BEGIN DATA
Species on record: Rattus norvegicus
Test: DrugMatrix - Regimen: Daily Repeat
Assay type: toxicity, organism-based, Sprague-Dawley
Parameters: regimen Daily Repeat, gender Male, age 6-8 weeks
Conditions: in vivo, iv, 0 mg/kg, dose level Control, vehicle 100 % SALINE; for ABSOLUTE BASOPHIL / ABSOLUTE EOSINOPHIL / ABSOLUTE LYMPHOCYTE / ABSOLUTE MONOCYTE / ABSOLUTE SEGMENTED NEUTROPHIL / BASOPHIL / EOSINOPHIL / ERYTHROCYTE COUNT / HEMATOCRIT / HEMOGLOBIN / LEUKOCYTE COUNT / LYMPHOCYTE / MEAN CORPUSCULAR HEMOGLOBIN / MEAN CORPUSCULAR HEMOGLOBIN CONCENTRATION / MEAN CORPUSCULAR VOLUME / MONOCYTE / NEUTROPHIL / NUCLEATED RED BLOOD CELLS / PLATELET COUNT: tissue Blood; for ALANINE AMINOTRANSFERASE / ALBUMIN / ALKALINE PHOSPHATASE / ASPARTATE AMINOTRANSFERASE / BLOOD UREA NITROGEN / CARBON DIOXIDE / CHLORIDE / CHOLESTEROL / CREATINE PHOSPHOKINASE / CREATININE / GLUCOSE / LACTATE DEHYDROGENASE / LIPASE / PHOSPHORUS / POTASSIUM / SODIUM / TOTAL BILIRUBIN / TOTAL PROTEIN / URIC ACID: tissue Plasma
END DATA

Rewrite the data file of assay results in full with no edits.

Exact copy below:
Species on record: Rattus norvegicus
Test: DrugMatrix - Regimen: Daily Repeat
Assay type: toxicity, organism-based, Sprague-Dawley
Parameters: regimen Daily Repeat, gender Male, age 6-8 weeks
Conditions: in vivo, iv, 0 mg/kg, dose level Control, vehicle 100 % SALINE; for ABSOLUTE BASOPHIL / ABSOLUTE EOSINOPHIL / ABSOLUTE LYMPHOCYTE / ABSOLUTE MONOCYTE / ABSOLUTE SEGMENTED NEUTROPHIL / BASOPHIL / EOSINOPHIL / ERYTHROCYTE COUNT / HEMATOCRIT / HEMOGLOBIN / LEUKOCYTE COUNT / LYMPHOCYTE / MEAN CORPUSCULAR HEMOGLOBIN / MEAN CORPUSCULAR HEMOGLOBIN CONCENTRATION / MEAN CORPUSCULAR VOLUME / MONOCYTE / NEUTROPHIL / NUCLEATED RED BLOOD CELLS / PLATELET COUNT: tissue Blood; for ALANINE AMINOTRANSFERASE / ALBUMIN / ALKALINE PHOSPHATASE / ASPARTATE AMINOTRANSFERASE / BLOOD UREA NITROGEN / CARBON DIOXIDE / CHLORIDE / CHOLESTEROL / CREATINE PHOSPHOKINASE / CREATININE / GLUCOSE / LACTATE DEHYDROGENASE / LIPASE / PHOSPHORUS / POTASSIUM / SODIUM / TOTAL BILIRUBIN / TOTAL PROTEIN / URIC ACID: tissue Plasma